Monday, March 10, 2014
The real risks for a bank regulator, and ours as well, has nothing to do with one or even a couple of banks going busts; it has all to do with the whole banking system melting down, or not doing well what it is supposed to do, namely to allocate bank credit efficiently in the real economy.
And that translates into that the risk of a bank regulator has little to do with the type of assets a bank holds, and a lot to do with the capacity of bankers to pick the assets the banks should hold.
But current bank regulators, with their risk based capital requirements, allow banks to hold extremely large amounts of assets against extremely little capital only because bankers, and sometimes regulators themselves, say they perceive these as being “absolutely safe”. And that allows banks to earn much higher risk adjusted returns on equity when lending to for instance the “infallible sovereigns”, the housing sector and the AAAristocracy, than when lending to the “risky” medium and small businesses, entrepreneurs and start-ups.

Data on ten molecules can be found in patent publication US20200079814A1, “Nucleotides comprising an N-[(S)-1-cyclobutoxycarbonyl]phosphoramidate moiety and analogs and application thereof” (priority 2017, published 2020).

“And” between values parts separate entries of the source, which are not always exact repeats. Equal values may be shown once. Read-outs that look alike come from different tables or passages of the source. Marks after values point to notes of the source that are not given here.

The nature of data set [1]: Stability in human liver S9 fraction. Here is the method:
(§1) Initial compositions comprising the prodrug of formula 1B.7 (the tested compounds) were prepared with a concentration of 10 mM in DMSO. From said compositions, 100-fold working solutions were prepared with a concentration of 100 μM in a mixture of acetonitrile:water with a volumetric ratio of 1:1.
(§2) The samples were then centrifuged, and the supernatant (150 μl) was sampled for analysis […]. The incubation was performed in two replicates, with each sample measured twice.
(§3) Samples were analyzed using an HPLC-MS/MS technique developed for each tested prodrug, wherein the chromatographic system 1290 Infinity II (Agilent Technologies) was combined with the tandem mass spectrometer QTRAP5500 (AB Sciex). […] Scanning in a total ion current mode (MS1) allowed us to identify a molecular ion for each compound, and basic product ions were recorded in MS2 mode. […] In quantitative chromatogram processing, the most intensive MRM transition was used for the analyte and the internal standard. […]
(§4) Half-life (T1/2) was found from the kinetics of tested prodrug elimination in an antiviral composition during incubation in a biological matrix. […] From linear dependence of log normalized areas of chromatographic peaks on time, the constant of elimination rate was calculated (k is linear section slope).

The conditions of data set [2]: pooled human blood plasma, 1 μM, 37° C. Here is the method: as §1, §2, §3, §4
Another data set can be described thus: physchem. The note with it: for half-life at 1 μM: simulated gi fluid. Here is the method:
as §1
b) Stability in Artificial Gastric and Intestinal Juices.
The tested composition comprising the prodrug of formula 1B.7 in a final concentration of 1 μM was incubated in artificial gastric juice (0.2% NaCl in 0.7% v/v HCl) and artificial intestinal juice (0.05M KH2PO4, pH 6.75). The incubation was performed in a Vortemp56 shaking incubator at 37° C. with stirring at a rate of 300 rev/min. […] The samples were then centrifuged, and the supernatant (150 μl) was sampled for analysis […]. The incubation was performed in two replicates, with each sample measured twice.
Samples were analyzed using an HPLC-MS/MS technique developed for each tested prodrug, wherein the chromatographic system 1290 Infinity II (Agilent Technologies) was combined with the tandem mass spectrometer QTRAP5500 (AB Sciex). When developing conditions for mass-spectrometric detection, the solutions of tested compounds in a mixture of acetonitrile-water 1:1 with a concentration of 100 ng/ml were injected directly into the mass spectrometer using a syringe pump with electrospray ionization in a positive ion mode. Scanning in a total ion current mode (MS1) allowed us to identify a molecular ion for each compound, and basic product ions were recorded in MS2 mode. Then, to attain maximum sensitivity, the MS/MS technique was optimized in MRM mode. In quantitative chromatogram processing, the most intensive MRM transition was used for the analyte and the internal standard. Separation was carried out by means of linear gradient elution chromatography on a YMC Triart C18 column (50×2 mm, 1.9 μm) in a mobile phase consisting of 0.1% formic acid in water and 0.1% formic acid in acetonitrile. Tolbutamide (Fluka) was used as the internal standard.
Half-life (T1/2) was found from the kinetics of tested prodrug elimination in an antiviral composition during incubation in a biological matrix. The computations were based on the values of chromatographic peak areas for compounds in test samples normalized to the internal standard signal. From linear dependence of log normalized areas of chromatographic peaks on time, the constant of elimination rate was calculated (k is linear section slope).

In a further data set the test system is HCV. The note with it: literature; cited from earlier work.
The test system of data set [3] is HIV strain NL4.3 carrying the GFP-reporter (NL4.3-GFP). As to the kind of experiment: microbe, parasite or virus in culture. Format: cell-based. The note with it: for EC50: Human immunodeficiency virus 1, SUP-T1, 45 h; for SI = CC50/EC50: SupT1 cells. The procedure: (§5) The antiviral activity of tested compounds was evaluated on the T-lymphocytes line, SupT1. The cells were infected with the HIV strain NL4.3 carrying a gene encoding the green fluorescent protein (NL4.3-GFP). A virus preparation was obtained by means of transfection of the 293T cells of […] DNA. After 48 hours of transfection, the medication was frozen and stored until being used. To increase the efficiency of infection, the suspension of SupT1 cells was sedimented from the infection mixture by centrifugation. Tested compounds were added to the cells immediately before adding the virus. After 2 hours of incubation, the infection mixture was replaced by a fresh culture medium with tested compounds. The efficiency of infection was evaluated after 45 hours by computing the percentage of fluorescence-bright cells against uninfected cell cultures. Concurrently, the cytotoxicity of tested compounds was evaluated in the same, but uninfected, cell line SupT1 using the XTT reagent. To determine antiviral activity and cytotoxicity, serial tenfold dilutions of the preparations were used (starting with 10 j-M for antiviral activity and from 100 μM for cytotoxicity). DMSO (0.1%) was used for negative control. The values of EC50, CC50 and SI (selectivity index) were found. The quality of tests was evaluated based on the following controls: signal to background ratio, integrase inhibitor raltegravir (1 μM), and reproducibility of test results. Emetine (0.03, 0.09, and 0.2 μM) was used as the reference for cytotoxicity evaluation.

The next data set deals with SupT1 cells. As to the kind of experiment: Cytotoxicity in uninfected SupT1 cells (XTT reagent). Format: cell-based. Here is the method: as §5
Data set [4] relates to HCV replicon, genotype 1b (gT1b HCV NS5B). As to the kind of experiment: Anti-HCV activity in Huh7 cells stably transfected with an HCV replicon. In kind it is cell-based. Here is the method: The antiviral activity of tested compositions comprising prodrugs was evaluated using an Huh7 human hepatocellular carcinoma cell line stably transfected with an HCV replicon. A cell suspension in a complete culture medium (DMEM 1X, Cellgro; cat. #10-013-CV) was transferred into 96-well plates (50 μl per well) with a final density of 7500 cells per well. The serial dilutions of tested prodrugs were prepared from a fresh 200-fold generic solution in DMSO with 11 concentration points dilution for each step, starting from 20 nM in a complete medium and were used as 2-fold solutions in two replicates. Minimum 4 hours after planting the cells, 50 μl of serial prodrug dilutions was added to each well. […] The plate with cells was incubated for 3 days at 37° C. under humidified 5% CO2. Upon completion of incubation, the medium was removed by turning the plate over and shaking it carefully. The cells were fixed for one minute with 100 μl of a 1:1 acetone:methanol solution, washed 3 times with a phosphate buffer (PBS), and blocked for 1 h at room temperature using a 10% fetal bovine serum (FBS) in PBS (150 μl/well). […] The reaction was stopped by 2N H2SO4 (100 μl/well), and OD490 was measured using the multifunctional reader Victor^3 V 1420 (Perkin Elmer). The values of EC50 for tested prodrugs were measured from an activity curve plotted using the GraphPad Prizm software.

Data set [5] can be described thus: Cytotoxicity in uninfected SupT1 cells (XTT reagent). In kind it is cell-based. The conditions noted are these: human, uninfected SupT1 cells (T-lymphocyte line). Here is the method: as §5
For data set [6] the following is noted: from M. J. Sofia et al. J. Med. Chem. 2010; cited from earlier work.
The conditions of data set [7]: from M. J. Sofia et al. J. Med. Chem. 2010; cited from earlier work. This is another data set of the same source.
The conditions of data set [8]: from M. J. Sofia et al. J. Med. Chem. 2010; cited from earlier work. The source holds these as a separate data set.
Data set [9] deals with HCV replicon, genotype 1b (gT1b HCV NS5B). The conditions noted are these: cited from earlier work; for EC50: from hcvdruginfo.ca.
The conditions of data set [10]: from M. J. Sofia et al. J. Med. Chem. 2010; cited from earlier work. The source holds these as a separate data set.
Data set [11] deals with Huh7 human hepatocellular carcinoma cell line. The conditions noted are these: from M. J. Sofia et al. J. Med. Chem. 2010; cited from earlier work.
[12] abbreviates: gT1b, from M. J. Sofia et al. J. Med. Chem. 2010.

And that means, effectively, that regulators are assisting banks to create that kind of excessive exposures to what is perceived as “absolutely safe” which has been the source of all bank system crisis when these, surprisingly, turn out to be risky. And all this is worsened by the fact that when now one of these safe exposures blows up, banks stand there holding extremely little capital in defense.
And that also means, effectively, that our banking sector is not allocating sufficient bank credit to those in the real economy who are in most need of it.
And so to sum it up: current regulators are betting more than ever our whole banking system on the bankers being able to pick the right assets… while at the same time distorting the picking of those assets. Sheer lunacy! We need to get rid of them urgently.